Current Issues Blog

Discover new resources and teaching techniques to help you discuss current issues in the classroom!

Teaching the 26th Amendment

September 16, 2021 by Scot Wilson


One of the most important things that schools can do to promote civic and political engagement is to explicitly teach about elections and voting.1 While this can include teaching about current elections and ballot initiatives or processes such as voter registration, it should also include lessons on the struggle for voting rights by different groups throughout history. One such struggle, the struggle to lower the voting age to 18, culminated in a Constitutional amendment in 1971. This year marks the 50th anniversary of the 26th Amendment.2

See our earlier post: 50th anniversary of 26th Amendment post

Here are some resources and ideas to help teachers and students explore the 26th Amendment and discuss the importance of voting:

WATCH this Close Up Conversations webinar in which two people who helped push for the passage of the amendment and one voting rights attorney discuss the significance of the amendment today. After watching the webinar, lead a discussion with students about such questions as:

  • What is the significance of the 26th Amendment today?
  • What strategies and tactics did activists and political leaders use to build support for the passage of the amendment?
  • The speakers are all concerned about challenges to voting rights today. Do you share those concerns? Why or why not?

TEACH our Youth Voting lesson plan. Students will deliberate about the question, “Should the voting age be lowered to 16?”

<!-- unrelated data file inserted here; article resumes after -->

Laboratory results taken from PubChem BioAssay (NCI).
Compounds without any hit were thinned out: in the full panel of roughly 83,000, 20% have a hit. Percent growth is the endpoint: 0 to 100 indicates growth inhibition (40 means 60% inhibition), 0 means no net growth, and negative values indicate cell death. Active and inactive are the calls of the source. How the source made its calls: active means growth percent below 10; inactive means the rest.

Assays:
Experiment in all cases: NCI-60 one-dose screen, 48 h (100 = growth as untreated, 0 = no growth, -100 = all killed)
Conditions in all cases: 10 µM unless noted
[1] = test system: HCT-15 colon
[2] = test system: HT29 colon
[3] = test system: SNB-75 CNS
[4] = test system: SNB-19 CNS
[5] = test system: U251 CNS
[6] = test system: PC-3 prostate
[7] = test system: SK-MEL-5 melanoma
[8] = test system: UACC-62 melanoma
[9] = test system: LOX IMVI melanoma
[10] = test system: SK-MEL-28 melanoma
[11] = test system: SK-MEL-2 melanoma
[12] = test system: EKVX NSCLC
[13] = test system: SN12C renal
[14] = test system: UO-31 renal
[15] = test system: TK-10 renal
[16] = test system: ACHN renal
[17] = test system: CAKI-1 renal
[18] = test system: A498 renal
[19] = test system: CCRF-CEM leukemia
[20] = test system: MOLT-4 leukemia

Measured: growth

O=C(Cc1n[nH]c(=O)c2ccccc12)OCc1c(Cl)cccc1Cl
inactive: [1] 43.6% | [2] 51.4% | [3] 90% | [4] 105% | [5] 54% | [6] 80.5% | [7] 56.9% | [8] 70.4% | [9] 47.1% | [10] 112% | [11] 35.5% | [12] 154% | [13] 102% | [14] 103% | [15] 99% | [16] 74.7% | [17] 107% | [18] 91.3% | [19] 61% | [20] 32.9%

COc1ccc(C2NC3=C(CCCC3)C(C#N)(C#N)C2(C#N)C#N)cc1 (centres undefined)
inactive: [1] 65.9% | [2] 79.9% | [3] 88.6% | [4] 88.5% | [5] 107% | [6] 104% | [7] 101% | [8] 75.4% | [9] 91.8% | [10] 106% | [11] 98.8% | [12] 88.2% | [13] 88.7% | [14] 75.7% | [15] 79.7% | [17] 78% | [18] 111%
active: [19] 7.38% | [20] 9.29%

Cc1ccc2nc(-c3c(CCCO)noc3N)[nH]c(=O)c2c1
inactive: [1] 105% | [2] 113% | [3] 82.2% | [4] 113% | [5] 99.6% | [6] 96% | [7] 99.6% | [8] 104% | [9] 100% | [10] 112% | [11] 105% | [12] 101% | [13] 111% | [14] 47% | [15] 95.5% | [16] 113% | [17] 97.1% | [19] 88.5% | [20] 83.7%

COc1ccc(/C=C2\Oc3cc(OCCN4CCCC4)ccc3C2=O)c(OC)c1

READ our new Youth Voting resources for middle and high school.

In addition to teaching the 26th Amendment, if you are looking for lessons and activities to celebrate Constitution Day with your students, we have a two lesson plans: 1) Examining the Preamble to teach the Preamble to the Constitution, and 2) Understanding the Constitution as Aspirational that explores the use of constitutional values by activists and political leaders throughout history.

As always, we encourage you to join the discussion with your comments or questions below!

 

Sources

Featured Image Credit: Smithsonian National Museum of American History
[1] Teaching for Democracy Alliance: http://www.teachingfordemocracy.org/research-and-data-on-teaching-about-elections-and-voting.html
[2] WhiteHouse.gov: https://www.whitehouse.gov/briefing-room/presidential-actions/2021/06/30/a-proclamation-on-the-50th-anniversary-of-the-26th-amendment/

 

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